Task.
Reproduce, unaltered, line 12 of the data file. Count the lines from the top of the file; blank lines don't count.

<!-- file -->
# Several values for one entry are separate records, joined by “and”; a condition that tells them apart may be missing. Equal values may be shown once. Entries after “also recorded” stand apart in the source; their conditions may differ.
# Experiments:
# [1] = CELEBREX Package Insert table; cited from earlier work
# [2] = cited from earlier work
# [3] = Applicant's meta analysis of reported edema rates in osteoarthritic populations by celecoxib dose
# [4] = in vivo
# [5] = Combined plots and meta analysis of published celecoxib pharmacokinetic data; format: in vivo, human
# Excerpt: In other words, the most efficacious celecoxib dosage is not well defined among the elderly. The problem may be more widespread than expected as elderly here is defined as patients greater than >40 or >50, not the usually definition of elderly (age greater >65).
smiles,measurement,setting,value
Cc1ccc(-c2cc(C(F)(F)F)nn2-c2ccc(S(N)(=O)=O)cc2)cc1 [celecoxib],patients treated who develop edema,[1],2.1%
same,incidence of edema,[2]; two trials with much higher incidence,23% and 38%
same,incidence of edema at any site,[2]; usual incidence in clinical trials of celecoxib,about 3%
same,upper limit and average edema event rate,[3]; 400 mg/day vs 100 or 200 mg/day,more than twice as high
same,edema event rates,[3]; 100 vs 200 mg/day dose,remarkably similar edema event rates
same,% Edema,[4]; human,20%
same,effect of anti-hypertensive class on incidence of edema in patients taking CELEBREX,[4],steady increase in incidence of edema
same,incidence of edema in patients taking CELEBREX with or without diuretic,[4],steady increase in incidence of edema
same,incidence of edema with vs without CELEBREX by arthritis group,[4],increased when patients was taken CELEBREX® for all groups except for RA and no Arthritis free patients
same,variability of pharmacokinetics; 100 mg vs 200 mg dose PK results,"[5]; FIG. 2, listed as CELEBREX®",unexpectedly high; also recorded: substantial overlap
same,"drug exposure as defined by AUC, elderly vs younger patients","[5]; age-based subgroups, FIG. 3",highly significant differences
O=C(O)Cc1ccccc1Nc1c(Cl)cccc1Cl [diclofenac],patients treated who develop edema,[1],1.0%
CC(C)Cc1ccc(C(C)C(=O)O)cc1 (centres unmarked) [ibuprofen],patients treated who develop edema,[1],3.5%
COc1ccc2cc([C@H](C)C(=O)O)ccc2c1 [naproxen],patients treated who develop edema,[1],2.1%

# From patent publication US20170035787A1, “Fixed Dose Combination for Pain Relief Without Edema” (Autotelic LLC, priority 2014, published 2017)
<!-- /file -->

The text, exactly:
same,incidence of edema at any site,[2]; usual incidence in clinical trials of celecoxib,about 3%